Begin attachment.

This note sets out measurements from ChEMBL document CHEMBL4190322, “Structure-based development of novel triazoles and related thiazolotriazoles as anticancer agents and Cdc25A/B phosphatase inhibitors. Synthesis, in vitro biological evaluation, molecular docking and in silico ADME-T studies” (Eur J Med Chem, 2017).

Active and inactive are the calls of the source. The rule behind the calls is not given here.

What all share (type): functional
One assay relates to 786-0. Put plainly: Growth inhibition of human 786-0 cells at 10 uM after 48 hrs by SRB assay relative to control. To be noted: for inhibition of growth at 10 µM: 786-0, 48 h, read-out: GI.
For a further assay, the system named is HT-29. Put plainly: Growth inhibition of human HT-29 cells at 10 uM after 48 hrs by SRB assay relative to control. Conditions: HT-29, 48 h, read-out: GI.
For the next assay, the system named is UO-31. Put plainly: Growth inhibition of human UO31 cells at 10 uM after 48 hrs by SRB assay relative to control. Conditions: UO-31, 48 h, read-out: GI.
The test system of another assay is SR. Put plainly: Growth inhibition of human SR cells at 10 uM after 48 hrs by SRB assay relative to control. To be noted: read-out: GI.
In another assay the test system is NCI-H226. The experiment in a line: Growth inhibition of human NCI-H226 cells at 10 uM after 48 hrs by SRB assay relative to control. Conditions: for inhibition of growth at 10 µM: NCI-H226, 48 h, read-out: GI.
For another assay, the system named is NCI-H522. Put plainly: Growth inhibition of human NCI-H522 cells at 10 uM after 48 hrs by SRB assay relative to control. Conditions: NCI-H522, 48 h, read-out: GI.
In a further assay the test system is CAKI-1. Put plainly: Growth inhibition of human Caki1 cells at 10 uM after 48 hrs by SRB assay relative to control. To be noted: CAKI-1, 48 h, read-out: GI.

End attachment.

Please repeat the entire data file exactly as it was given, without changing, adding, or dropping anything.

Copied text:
This note sets out measurements from ChEMBL document CHEMBL4190322, “Structure-based development of novel triazoles and related thiazolotriazoles as anticancer agents and Cdc25A/B phosphatase inhibitors. Synthesis, in vitro biological evaluation, molecular docking and in silico ADME-T studies” (Eur J Med Chem, 2017).

Active and inactive are the calls of the source. The rule behind the calls is not given here.

What all share (type): functional
One assay relates to 786-0. Put plainly: Growth inhibition of human 786-0 cells at 10 uM after 48 hrs by SRB assay relative to control. To be noted: for inhibition of growth at 10 µM: 786-0, 48 h, read-out: GI.
For a further assay, the system named is HT-29. Put plainly: Growth inhibition of human HT-29 cells at 10 uM after 48 hrs by SRB assay relative to control. Conditions: HT-29, 48 h, read-out: GI.
For the next assay, the system named is UO-31. Put plainly: Growth inhibition of human UO31 cells at 10 uM after 48 hrs by SRB assay relative to control. Conditions: UO-31, 48 h, read-out: GI.
The test system of another assay is SR. Put plainly: Growth inhibition of human SR cells at 10 uM after 48 hrs by SRB assay relative to control. To be noted: read-out: GI.
In another assay the test system is NCI-H226. The experiment in a line: Growth inhibition of human NCI-H226 cells at 10 uM after 48 hrs by SRB assay relative to control. Conditions: for inhibition of growth at 10 µM: NCI-H226, 48 h, read-out: GI.
For another assay, the system named is NCI-H522. Put plainly: Growth inhibition of human NCI-H522 cells at 10 uM after 48 hrs by SRB assay relative to control. Conditions: NCI-H522, 48 h, read-out: GI.
In a further assay the test system is CAKI-1. Put plainly: Growth inhibition of human Caki1 cells at 10 uM after 48 hrs by SRB assay relative to control. To be noted: CAKI-1, 48 h, read-out: GI.